See all reviews of Avengers Assemble (2)

Time more tie-in madness. Let’s return to Avengers Assemble as it continues on with Inhumanity. Is it good?


Avengers Assemble #21 (Marvel Comics)


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Spider-Girl, Spider-Woman and Black Widow continue hunting down the missing Inhuman cocoon that contains Spider-Girl’s teacher. Trouble is though, they ended up getting captured by AIM and are in a bit of a jam. Meanwhile, Dr. June Covington, aka Toxie Doxie (one of the sillier villain names I’ve heard), is doing her own research into the genetics of the Inhumans.

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Then who would Link be? Hawkeye maybe?

As with the previous issue (and pretty much the rest of the run since the writer change), Avengers Assemble remains an absolute blast with delightfully enjoyable characters and a great sense of humor. Outside of the scenes with Dr. Covington, every scene has a lot of humor and great bits of character to them (like when our protagonists are being tied up or the car interrogation bit). It is also very accessible to new readers and the previous issue alike, explaining who Dr. Covington is (which is good for me since I haven’t heard of her until now). Like last time, it’s not high art or a challenging book, but for someone who wants good old fashion superheroics, this is right up their alley.

One thing to note about this issue is that two people are writing it: Kelly Sue DeConnick and Warren Ellis. I have honestly never read anything by Ellis, but I believe I can tell what parts of the comic he wrote (basically the scenes with Toxie Doxie) since it is fairly obvious what DeConnick wrote seeing some of the familiar, enjoyable elements that she has brought to the book over a year now. Of course, I could be wrong, but it is at least worth nothing that two people worked on this book.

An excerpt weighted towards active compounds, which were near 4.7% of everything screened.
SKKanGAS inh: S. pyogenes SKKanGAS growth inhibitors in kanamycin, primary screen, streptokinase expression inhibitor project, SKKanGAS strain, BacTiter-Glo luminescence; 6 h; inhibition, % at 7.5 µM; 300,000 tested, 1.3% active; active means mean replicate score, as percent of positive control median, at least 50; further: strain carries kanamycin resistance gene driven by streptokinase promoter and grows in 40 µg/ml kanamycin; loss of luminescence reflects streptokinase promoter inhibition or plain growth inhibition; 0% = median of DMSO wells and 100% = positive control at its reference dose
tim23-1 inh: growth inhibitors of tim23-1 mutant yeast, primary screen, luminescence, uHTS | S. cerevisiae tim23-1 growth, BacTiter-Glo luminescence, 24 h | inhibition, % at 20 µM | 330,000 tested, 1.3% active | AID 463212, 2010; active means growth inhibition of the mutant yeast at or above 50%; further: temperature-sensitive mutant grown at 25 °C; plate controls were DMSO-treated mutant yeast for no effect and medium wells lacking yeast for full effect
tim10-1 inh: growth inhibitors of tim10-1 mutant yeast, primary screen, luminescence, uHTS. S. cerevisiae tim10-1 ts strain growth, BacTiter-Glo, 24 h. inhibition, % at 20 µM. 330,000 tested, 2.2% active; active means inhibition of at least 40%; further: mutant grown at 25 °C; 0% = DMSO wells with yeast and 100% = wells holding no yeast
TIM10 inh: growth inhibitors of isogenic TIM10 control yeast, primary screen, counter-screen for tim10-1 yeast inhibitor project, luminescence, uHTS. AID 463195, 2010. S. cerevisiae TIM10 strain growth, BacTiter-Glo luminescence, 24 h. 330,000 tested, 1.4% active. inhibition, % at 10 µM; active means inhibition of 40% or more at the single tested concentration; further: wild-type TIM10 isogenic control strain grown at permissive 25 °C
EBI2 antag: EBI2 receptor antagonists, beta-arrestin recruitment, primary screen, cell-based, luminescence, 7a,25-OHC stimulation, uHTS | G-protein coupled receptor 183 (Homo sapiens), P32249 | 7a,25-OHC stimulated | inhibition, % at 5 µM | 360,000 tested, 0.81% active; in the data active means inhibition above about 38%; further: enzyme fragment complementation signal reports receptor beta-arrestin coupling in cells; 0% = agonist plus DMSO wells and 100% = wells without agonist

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So many bad jokes, so little time.

Like with the writers, there are two separate artists working on the book: Matteo Buffagni and Paco Diaz. However, if you didn’t know that, you would have never guessed it by reading this comic. The transition between both artists is seamless and almost unnoticeable, except in a few panels. It’s quite impressive and a nice change of pace from comics where the art change is incredibly jarring. The artwork looks great overall. The only downsides is that some of the lips on characters look huge or very weird while some characters bend in some rather unrealistic ways.

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I’m not sure if spines work like Spider-Woman.

8.0

  • Great sense of humor.
  • Characters are distinct and unique.
  • Artwork looks decent for the most part, even with two different artists.
  • Simple and low-stakes story.
  • Some characters look a bit off in the art.

Is It Good?

Avengers Assemble #22 is pure simple fun for people who are craving a superhero book that isn’t super serious or extremely dramatic. It has a great sense of humor, enjoyable characters, and is rather accessible to almost anyone. Give it a shot when you can.

About The Author

Jordan Richards
Contributor

Jordan has been writing for a long time now, starting off with bad fan fiction and then moving up movie reviews on his spare time since high school. Jumping into the comic book world with DC 52 reboot and Marvel Now, he has upgraded and moved towards writing short, catchy reaction comic book reviews. He currently hopes to become a video game programmer sometime in the future and continue to improve his writing. You can check out his personal blog at The Information Geek.